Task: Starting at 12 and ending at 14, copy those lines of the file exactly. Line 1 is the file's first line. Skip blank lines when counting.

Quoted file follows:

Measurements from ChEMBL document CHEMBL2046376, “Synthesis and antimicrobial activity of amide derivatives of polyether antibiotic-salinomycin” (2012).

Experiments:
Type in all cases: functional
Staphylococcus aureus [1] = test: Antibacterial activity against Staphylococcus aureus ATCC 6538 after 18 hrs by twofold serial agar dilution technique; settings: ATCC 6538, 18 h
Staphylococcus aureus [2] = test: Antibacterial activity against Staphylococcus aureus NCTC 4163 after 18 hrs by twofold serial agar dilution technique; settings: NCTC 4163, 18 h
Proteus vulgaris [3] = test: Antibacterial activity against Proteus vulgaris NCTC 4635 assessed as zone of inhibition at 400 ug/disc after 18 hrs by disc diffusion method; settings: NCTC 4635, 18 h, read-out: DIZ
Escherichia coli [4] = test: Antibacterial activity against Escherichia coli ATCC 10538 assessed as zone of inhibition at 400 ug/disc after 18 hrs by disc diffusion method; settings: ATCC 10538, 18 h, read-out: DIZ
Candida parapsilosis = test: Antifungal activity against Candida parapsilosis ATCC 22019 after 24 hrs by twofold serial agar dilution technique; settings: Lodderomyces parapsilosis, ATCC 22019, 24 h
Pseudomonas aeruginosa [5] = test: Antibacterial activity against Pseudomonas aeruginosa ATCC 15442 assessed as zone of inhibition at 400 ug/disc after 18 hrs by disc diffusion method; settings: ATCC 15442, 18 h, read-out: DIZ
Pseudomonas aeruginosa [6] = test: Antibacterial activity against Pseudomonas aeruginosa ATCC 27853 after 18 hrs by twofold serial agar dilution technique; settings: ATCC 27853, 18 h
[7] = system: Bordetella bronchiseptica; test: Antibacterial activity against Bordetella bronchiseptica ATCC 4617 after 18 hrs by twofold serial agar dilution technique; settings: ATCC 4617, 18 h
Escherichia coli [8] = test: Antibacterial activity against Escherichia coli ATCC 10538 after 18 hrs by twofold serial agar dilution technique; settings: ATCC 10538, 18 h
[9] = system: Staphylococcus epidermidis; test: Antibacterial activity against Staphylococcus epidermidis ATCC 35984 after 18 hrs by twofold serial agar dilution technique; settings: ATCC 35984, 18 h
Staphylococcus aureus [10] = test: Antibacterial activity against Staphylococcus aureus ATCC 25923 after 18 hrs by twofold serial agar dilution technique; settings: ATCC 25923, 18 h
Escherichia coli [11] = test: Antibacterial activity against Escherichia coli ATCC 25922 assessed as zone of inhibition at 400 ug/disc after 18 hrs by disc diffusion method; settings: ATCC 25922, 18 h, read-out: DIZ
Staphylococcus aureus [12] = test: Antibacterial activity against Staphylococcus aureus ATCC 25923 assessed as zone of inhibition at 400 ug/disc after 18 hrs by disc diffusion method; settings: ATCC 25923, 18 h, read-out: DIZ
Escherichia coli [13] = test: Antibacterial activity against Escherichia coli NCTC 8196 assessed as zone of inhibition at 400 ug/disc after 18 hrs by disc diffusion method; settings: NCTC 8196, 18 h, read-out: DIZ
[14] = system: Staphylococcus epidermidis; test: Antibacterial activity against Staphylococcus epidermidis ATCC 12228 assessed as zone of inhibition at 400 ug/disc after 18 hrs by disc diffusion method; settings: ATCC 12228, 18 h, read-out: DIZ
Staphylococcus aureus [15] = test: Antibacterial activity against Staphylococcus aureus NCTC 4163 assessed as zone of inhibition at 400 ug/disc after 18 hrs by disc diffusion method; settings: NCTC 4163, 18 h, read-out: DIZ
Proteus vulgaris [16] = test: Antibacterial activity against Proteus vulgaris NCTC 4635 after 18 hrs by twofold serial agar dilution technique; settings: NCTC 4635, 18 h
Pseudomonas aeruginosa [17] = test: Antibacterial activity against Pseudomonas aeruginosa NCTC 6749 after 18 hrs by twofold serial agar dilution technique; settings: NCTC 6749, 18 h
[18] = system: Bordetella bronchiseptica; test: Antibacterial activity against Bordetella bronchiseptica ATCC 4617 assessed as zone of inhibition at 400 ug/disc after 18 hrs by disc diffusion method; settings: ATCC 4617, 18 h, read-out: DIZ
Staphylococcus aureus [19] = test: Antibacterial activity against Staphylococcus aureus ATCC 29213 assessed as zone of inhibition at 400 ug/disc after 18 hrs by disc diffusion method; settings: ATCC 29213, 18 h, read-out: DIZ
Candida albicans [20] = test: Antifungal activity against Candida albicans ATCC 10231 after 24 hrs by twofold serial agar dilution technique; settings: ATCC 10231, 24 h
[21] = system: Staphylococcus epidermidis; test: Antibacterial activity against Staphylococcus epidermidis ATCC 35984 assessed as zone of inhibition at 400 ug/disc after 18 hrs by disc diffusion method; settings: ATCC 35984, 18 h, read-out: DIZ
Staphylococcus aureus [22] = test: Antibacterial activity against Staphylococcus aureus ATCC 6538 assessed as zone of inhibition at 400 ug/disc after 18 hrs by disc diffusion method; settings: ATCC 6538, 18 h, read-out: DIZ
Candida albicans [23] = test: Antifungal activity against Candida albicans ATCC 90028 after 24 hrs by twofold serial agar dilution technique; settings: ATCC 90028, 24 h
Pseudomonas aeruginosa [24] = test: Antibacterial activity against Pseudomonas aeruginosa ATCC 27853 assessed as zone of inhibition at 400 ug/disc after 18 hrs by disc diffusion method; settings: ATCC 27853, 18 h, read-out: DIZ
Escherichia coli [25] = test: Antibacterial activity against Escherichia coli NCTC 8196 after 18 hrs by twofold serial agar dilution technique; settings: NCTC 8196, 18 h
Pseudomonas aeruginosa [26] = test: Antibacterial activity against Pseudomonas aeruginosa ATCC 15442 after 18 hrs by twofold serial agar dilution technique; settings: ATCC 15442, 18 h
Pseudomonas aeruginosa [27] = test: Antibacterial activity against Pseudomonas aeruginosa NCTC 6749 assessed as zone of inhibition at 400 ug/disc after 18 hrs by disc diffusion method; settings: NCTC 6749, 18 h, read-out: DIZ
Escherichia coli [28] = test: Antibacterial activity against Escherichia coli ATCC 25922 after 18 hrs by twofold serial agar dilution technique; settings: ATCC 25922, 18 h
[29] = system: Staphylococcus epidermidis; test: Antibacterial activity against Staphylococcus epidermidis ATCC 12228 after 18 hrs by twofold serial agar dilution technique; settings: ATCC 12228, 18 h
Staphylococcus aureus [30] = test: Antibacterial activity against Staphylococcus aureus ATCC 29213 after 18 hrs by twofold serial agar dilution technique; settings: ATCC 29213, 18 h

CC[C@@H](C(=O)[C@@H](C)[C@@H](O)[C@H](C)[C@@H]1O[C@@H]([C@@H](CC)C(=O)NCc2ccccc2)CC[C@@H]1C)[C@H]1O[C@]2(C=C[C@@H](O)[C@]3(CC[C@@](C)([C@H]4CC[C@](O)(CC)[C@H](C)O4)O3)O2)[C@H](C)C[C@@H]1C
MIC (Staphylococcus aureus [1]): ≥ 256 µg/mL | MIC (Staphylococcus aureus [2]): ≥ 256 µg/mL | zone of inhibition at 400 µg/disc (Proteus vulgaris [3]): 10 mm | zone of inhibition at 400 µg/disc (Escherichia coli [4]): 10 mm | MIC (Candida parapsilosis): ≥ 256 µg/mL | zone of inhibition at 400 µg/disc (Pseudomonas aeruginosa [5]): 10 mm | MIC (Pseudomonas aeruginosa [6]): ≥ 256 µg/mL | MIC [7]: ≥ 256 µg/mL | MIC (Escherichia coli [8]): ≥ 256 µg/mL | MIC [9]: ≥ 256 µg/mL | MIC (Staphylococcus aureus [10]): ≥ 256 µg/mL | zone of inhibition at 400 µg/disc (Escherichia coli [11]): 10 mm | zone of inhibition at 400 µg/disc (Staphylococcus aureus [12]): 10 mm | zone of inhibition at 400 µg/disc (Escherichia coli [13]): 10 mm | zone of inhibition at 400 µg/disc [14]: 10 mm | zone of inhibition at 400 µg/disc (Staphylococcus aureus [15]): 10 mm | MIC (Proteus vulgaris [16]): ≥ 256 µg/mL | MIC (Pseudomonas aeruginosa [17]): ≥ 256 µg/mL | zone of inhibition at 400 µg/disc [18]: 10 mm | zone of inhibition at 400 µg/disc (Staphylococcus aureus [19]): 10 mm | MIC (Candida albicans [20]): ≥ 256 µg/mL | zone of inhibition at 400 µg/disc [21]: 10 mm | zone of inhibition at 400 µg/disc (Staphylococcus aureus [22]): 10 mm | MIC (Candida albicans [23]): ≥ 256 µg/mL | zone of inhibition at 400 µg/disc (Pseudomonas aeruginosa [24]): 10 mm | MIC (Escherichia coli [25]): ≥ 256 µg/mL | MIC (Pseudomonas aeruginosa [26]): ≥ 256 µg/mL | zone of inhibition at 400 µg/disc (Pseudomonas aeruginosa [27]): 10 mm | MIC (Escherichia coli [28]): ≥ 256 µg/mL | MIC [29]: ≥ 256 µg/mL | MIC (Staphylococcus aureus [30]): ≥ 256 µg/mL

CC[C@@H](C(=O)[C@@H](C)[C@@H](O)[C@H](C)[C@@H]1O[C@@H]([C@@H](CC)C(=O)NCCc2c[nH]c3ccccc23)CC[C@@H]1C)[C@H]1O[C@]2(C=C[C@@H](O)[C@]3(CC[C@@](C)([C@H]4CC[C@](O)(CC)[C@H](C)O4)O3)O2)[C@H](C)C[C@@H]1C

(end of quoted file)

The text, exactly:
Escherichia coli [8] = test: Antibacterial activity against Escherichia coli ATCC 10538 after 18 hrs by twofold serial agar dilution technique; settings: ATCC 10538, 18 h
[9] = system: Staphylococcus epidermidis; test: Antibacterial activity against Staphylococcus epidermidis ATCC 35984 after 18 hrs by twofold serial agar dilution technique; settings: ATCC 35984, 18 h
Staphylococcus aureus [10] = test: Antibacterial activity against Staphylococcus aureus ATCC 25923 after 18 hrs by twofold serial agar dilution technique; settings: ATCC 25923, 18 h